|Edward I, a four step B4 menace.|
We played the "Braveheart" scenario set in the first Scottish war of Independence which pits William Wallace and his Scottish friends against the might of the English crown and king Edward I who was also known as Edward Longshanks. In Hammer of the Scots, control over area is not so much an issue as is the loyalty of the Scottish nobility. In the game they are featured as a backstabbing lot who switch sides every time their block is eliminated in battle, every time their lands are in enemy hands come winter, as the result of card play and also because of certain political events.
Every game year begins with the nobles at their home province. The player has only a few blocks he has any say in on where they are at the start of the year. The players then have five turns to complete what they set out to do until the nobles return back home to winter quarters. Irritating bunch. The scenario ends when either one player controls all of the nobles or victory is decided at scenario end by majority control. The game can also end in sudden death if either player gets their king killed. Apart from that, the mechanics are pretty much standard Columbia fare. You can't understand how the noble system works and affects gameplay until you play your first game, though.
|William Wallace. Better looking than Mel Gibson.|
We both had our share of misfortune when we started the first winter turn. Some nobles were lost because their homeland was under siege, and some blocks were eliminated because of stacking limits. We are no newbies in block gaming and this should be standard stuff for us to handle but somehow the situation just seemed chaotic at the beginning.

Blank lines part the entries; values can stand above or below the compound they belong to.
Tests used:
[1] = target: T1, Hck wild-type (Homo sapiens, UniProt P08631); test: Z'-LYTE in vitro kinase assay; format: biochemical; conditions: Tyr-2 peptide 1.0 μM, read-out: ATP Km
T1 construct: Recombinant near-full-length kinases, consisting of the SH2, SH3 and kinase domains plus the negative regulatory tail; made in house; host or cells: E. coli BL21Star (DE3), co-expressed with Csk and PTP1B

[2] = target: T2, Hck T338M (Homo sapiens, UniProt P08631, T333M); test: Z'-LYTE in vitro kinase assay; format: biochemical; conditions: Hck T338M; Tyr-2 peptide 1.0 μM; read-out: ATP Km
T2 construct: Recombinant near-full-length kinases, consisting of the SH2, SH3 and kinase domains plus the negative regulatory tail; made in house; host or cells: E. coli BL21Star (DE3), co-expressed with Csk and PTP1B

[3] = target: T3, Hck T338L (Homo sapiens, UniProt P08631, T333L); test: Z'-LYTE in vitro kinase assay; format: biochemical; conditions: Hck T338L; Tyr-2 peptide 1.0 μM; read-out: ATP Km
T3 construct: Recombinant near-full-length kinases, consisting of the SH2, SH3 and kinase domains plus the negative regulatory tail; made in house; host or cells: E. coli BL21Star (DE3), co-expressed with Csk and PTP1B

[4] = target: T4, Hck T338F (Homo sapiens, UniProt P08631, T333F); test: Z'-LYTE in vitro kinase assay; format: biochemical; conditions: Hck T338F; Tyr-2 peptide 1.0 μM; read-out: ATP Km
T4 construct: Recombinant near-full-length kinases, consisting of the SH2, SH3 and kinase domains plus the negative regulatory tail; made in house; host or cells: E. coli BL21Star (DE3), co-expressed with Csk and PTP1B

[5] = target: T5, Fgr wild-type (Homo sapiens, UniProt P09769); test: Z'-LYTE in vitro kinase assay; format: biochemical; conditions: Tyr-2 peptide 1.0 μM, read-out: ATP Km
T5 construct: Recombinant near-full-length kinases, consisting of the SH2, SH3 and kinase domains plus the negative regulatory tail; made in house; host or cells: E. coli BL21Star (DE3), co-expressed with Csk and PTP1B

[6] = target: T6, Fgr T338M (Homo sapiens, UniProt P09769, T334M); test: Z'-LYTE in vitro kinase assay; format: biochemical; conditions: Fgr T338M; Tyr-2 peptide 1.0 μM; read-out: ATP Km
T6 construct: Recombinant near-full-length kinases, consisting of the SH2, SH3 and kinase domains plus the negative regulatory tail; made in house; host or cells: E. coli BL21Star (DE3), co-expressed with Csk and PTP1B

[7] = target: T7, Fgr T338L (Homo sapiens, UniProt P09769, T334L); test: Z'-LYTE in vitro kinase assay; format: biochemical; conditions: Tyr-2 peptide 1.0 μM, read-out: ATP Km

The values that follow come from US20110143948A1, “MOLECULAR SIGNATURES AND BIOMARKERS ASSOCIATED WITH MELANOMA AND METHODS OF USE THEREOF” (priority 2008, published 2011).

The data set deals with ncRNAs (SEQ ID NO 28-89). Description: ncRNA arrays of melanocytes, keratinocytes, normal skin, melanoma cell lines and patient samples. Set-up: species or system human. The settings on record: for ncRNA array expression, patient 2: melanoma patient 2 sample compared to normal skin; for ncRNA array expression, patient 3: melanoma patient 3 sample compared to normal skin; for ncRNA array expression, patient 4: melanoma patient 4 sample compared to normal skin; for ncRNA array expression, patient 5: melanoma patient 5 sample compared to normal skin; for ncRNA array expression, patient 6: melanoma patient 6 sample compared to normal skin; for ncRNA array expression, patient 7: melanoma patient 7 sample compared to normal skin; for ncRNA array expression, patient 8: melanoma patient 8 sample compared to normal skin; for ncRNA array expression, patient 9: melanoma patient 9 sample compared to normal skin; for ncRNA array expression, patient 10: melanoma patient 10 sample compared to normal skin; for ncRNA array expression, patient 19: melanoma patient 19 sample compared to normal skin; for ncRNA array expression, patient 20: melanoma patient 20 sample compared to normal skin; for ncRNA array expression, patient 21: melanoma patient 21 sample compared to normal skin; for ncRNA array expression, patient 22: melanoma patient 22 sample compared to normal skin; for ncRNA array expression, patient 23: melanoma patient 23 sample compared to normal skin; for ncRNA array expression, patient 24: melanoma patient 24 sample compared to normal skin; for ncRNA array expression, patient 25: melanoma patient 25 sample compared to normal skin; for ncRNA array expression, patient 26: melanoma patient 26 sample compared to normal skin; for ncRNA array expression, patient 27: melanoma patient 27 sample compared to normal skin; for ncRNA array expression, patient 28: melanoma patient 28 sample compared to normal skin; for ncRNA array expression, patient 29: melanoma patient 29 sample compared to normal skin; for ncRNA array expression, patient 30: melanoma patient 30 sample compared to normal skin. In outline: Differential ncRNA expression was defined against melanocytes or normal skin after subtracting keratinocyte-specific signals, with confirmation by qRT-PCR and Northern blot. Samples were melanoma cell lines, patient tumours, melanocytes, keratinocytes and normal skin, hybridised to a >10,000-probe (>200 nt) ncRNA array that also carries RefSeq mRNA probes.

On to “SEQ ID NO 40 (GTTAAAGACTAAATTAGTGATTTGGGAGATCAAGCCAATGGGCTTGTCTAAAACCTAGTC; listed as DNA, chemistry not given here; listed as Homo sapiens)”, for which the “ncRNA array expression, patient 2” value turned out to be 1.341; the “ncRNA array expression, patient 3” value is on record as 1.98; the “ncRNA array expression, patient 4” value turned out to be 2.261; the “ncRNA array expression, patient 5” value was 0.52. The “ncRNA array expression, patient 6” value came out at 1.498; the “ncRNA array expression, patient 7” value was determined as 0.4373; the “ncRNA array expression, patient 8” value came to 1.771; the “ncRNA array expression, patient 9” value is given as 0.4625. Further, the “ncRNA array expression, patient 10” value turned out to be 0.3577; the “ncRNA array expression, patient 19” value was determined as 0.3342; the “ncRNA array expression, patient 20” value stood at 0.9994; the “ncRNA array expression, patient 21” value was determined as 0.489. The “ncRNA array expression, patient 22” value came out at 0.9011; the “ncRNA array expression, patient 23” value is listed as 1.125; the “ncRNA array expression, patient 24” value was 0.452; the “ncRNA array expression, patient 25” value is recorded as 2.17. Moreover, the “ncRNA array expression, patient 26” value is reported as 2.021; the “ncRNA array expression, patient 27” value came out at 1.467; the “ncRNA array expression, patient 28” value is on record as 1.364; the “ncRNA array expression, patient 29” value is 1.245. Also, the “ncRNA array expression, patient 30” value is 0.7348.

|End of 1299, I'm forced to send Wallace to Selkirk.|
Fast forward from 1297 to 1300 and the Scots had liberated almost the entire northern half of the map, with the English barely holding onto Mentieth in the center. At this point I blundered again, overstacking one province so that I had no choice but to send William Wallace to winter in Selkirk forest, which was surrounded by the English. Gleefully my opponent swamped and killed him in the following year. After that, I managed to crown Comyn as the king during the same year, so I replaced the loss of the formidable A3 block with another.
|The English are fighting a losing war by 1301.|
|The final battle ends in Argyll in 1302. The English pose little threat to the Scottish stack of doom.|